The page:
Picasso and war

Blog by Roger Stephenson
Date27 Jun 2011

In Paris, Dora Maar was in tears and Picasso had found the subject for the painting he had been commissioned to do by the Spanish republican government for the Spanish pavilion at the international exhibition that was due to open in the French capital in May. With time running out, the exhibition finally opened on the 1900 exhibition site between the Champs de Mars and the Trocadero in June. The Spanish pavilion was not ready until July.

Picasso worked quickly with an intense fury of creativity, trying out ideas on the huge (11 feet by 25 feet)  canvas that he head crammed into his studio in the Rue des Grands Augustins. The final painting confronted the viewer, as it has confronted viewers ever since, with a graphic depiction of the horror of the bombing of a civilian population.

In an interview he gave in May 1937, Picasso said: “The war in Spain is the battle of reaction against the people, against liberty. My whole career has been one continual struggle against reaction and the death of art. In the painting on which I am now at work, which I shall call Guernica - and in all my recent works – I am very clearly expressing my horror at the military caste which has plunged Spain into a sea of suffering and death.” (Pierre Daix, Picasso, Thames and Hudson 1965, p166).

In Guernica, Picasso has not attempted to paint a recognisable image of the ruins of the town but has instead painted the suffering caused by the bombing at the time of the bombing.

The painting is in greys and blacks and whites, so we focus entirely, and without distraction, on the figures who are compressed into this scene. It is one of great movement and noise.

On the right, a woman, her arms raised above her head, is looking and gesturing in terror at the sky. She can also be read as falling from a burning building. On the left, a women holding the limp body of her dead baby, her heads thrown back in agony, screams at the sky. In the centre, a wounded horse, screaming in pain, collapses on the broken body of a warrior.

From January to April 1938, after the closure of the international exhibition, Guernica was shown in Oslo, Copenhagen, Stockholm and Goteborg as part of a group exhibition (with works by Matisse, Braque and the sculptor Henri Laurens as well as others by Picasso) before being returned to Picasso’s studio in Paris.

Roland Penrose, surrealist painter and friend of Picasso, who was also a Quaker pacifist and prominent member of the anti-fascist Artists’ International Association, worked hard to arrange for _Guernica_ to tour the UK.

In his 1958 biography of Picasso, Penrose writes: “When the moment arrived for the painting to be shipped to London with sixty-seven of the preparatory paintings, sketches and studies, the political situation, culminating in Chamberlain’s visit to Munich, looked so sinister that I telegraphed to ask Picasso what he wished us to do. His reply was immediate and definite. I was to continue with the arrangements. The purpose of the picture was to draw attention to the horrors of war and it mayst take its chance.” (Roland Penrose, Picasso: his life and work, Pelican Books, 1971, p328).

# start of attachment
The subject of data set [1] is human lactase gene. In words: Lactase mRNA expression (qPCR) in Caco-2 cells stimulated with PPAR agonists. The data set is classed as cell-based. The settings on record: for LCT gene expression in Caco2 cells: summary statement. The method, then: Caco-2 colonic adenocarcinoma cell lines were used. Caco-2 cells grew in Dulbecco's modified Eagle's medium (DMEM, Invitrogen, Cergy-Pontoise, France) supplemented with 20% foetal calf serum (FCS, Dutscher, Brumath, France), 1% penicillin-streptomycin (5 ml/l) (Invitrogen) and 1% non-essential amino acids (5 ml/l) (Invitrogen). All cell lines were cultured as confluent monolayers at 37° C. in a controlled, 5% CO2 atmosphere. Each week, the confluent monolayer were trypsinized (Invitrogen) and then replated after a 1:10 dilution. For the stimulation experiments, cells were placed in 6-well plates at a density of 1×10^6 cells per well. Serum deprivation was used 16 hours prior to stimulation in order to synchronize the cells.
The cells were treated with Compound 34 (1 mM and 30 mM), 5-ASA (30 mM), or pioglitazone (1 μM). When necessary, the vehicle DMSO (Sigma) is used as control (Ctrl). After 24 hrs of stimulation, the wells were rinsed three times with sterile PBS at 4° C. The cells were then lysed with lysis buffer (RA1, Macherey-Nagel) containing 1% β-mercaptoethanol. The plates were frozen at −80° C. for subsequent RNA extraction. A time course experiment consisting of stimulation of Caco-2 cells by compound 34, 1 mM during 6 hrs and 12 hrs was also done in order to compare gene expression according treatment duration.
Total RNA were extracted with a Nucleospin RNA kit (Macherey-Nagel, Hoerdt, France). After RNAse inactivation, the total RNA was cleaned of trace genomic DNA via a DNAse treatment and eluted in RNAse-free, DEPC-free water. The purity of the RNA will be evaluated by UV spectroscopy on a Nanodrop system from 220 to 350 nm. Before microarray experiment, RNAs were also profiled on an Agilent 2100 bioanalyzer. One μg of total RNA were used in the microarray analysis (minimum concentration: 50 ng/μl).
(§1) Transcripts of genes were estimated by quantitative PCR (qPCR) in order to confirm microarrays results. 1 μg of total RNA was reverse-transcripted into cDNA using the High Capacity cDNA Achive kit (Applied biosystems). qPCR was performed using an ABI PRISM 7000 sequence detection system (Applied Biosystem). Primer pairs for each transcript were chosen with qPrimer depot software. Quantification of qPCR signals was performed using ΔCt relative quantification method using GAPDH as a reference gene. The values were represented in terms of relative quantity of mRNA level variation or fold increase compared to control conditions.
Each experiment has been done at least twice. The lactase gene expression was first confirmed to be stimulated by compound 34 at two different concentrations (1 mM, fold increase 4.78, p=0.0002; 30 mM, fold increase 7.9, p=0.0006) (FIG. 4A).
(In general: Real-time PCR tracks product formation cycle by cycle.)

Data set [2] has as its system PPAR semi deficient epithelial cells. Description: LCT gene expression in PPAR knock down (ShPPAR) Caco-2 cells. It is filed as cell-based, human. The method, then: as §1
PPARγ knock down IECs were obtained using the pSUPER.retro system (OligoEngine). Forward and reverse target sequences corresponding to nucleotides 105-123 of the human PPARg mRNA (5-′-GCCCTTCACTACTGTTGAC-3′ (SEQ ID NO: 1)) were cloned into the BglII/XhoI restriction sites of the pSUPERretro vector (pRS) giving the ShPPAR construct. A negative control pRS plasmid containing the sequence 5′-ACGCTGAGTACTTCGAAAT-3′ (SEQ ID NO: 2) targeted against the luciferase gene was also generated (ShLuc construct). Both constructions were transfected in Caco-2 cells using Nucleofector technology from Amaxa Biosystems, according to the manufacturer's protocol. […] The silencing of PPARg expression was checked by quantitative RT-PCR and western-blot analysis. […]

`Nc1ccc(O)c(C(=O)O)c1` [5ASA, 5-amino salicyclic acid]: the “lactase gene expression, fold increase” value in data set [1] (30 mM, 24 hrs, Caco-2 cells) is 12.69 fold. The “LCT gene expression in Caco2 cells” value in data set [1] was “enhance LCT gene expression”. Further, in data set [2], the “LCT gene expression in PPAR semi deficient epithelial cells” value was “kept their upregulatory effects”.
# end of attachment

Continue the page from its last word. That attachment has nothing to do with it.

In October, Guernica and the preliminary studies were shown at the New Burlington Galleries in London. Then the preliminary studies alone were shown at Oriel College, Oxford, before going to Leeds City Art Gallery in December. In January 1939, they returned to London, to the Whitechapel Gallery, where they were shown with Guernica. The earlier exhibitions had raised money for Spanish Relief; here the price of admission was a pair of boots in a fit state to be sent to the Spanish front. In February, Guernica was shown in a car showroom in Manchester for two weeks.

By the end of March 1939, Franco had won the Spanish civil war and his reprisals against supporters of the Republican government were about to begin.

Picasso decided that Guernica should go to the United States to raise funds for refugee relief. It would tour the country from city to city ending in the Picasso retrospective at New York’s Museum of Modern Art in November.

Picasso agreed that the museum should keep Guernica until it was deemed safe for it to return to Europe. In 1970, he signed an agreement that he wanted Guernica to be kept at MOMA “until such time as individual liberties returned to Spain”.

Picasso died in 1973. Franco died in 1975. Guernica returned to Spain in 1981. It is now on display in its own special room in Madrid’s museum of modern art, the Museo Reina Sophia.

An exact tapestry copy of  Guernica hangs in the corridor outside the debating chamber at the United Nations Security Council in New York.

In February 2003, when the US tried to win approval for the invasion of Iraq, the tapestry was mysteriously covered with a blue shroud. A UN spokesman said that blue was a more appropriate colour as a backdrop for television cameras. Picasso’s mixture of blacks and whites and greys was visually too confusing.

In 1970, talking to the Argentinian photographer Roberto Otero about Franco’s treatment of the Basques, Picasso said: “The truth of the matter is that by means of Guernica I have the pleasure of making a political statement every day in the middle of New York city.”

Topics: Culture